DeMaurice Smith: Owners 'just don't get it'

Posted by Will Brinson

Recently, Miami Dolphins owner Stephen Ross made a lot of comments about changes in the NFL and the ongoing labor dispute. Most notably may have been his assertion that increasing the NFL's schedule to 18 games won't increase player injuries.

In not-so-shocking news, the NFLPA, and it's executive director DeMaurice Smith, completely disagree.

"Comments like that tell me that they just don’t get it," said Smith of league management and ownership, via NFLLabor.com. "Their teammates lost two franchise quarterbacks in the same game … and the message is we shouldn’t worry about adding two more games? Men are not expendable and neither are their families."

While Smith's statement is pretty broad sweeping, and probably not an accurate portrayal in terms of the the opinion of all owners, Ross' comments did provide a pretty substantial opportunity for some NFLPA PR.

After all, you don't have to be a physics/math/statistics major to understand that if more starters are playing more plays in more games at full speed, there's a greater chance for injury on the field.

Unfortunately for everyone hoping there'll be football without interruption in 2011, the public war isn't going to increase progress on negotiations -- it'll take both sides actually sitting down with each other and working through the issues to really make a difference.

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Posted on: September 24, 2010 1:08 pm
Edited on: September 24, 2010 3:13 pm

Jets vote for decertification, Bears to vote soon

Posted by Will Brinson

Eight teams in the NFL have now voted to decertify from the union with the news that the Jets unanimously agreed Thursday and according to a report, the Bears will be voting soon as well.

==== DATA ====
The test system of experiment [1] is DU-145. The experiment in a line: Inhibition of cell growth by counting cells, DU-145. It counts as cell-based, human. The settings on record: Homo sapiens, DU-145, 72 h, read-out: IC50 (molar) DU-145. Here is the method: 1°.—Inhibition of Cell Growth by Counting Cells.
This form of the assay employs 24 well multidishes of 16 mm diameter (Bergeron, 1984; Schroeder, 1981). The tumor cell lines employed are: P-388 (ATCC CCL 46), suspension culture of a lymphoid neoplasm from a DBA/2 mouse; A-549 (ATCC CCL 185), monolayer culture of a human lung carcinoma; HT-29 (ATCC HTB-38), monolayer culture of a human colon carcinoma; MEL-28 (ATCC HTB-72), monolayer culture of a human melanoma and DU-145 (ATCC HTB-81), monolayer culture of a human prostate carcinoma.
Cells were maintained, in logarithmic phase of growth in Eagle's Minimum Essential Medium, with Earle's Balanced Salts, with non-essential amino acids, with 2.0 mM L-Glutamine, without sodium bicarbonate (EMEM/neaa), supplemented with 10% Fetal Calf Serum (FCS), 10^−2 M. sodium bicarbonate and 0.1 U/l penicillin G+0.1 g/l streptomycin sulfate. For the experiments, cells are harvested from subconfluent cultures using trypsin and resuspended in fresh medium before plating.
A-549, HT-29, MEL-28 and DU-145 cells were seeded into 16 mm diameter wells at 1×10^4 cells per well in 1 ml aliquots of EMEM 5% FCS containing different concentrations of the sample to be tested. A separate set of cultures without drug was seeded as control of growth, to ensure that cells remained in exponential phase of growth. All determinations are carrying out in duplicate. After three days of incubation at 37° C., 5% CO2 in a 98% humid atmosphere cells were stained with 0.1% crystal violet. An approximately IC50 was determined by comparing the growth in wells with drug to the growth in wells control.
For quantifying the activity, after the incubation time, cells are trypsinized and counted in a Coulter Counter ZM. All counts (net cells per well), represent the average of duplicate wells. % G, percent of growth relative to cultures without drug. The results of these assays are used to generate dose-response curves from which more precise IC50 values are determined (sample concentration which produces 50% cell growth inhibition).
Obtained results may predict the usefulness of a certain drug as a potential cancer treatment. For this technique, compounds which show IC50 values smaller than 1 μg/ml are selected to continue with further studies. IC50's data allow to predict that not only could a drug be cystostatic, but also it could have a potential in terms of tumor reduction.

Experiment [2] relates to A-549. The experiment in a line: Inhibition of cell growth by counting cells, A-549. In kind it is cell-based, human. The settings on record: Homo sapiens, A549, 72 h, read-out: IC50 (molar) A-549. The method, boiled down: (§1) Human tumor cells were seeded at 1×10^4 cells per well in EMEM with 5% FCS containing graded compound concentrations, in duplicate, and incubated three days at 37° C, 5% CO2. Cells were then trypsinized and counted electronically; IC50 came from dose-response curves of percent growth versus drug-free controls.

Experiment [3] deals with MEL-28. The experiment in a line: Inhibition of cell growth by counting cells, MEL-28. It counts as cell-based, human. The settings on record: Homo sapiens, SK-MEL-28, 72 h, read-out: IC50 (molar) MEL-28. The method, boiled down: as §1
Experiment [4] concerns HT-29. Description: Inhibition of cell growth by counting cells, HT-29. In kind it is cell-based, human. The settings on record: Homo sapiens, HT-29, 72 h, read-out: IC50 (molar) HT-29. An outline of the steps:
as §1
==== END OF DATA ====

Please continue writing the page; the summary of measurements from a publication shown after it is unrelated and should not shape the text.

The Jets, according to Jane McManus of ESPN , joined the Bills, Saints, Cowboys, Colts, Eagles, Redskins, and Giants as the list of teams to  unanimously vote to decertify

And Brad Biggs of Chicago Breaking Sports reports that the Bears will vote soon as well, with a similar result likely to occur.

"It's necessary because the legal process of decertifying is not an overnight deal. We need to have the wheels in motion," said Hunter Hillenmeyer, the Bears' representative to the NFLPA.

Decertification, for those wondering, is a good thing. At least for fans anyway -- a union can't sue the NFL, but a huge group of wage-earning individual players can (this is the result of the American Needle case that the NFL lost at the Supreme Court level).

If every single team (as in, all of the individual players) votes to decertify, it means that if the NFL owners decide to lock out their employees, they can quickly strike to actually decertify and then sue the NFL for antitrust violations.

Theoretically, then, lining up all the teams now, in preparation for actually decertifying, gives the NFLPA greater leverage in working to negotiate a new labor agreement.